Term Tabs

You can add tabs to term definitions. They are useful for separating examples etc. from the definition body. Each term tab has a name and a description. Term popup boxes do have size limits. On the one hand this is a reason to split long term descriptions into multiple tabs; on the other hand it also places a limit of roughly 3 tabs per term. Click "Add another term tab" under Term Tabs in the admin interface to add a term tab.

Term Links

You can also add links that will be displayed at the bottom of the term popup box regardless of which term tab is being viewed. Links consist of link URL and link name. For internal links, page
slugs
should be used. You can still link to a specific heading in the page by adding the heading anchor after #. Note that the anchor is also slugified. For instance, to link to this particular section of the guide, you would put this into the URL field: 2-sisällön-luominen#term-links. For external links you need to give the full http:// etc.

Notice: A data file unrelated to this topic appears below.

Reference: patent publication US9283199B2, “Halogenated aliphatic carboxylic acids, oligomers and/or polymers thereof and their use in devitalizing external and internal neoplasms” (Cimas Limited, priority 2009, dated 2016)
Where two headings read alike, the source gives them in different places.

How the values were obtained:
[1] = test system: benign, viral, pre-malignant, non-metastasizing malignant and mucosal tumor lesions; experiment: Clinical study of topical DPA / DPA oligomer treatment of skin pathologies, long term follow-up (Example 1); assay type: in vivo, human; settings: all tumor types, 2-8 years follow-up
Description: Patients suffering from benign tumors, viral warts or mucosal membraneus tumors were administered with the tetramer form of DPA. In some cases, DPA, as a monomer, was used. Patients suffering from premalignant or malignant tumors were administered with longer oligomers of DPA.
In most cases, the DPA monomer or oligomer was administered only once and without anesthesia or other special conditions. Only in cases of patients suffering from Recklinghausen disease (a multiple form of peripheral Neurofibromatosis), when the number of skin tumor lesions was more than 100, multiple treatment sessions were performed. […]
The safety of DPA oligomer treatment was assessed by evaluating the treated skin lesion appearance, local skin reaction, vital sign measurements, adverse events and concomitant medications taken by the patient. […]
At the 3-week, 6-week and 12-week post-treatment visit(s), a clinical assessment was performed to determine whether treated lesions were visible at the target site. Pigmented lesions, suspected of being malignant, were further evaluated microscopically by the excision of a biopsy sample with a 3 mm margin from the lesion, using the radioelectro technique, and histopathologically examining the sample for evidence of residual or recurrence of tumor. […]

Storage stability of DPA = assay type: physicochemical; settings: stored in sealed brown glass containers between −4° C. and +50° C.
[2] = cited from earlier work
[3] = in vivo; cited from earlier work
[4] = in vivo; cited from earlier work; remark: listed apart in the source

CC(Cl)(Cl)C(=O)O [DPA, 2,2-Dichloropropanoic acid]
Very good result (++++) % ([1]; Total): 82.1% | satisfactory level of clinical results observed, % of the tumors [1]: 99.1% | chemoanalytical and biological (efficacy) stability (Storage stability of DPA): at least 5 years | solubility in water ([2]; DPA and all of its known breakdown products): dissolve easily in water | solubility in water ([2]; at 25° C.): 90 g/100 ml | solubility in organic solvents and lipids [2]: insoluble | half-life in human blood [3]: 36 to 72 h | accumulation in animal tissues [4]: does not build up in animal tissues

Example term with both two tabs and a link
?
The checking daemon is a separate multi-threaded program that is invoked whenever Lovelace needs to execute code on the command line. The most common use case is to evaluate student programs by running checking programs. When a task is sent to the checker daemon, copies of all required files are put into a temporary directory where the test will then run. The daemon also does necessary security operations to prevent malicious code from doing any actual harm.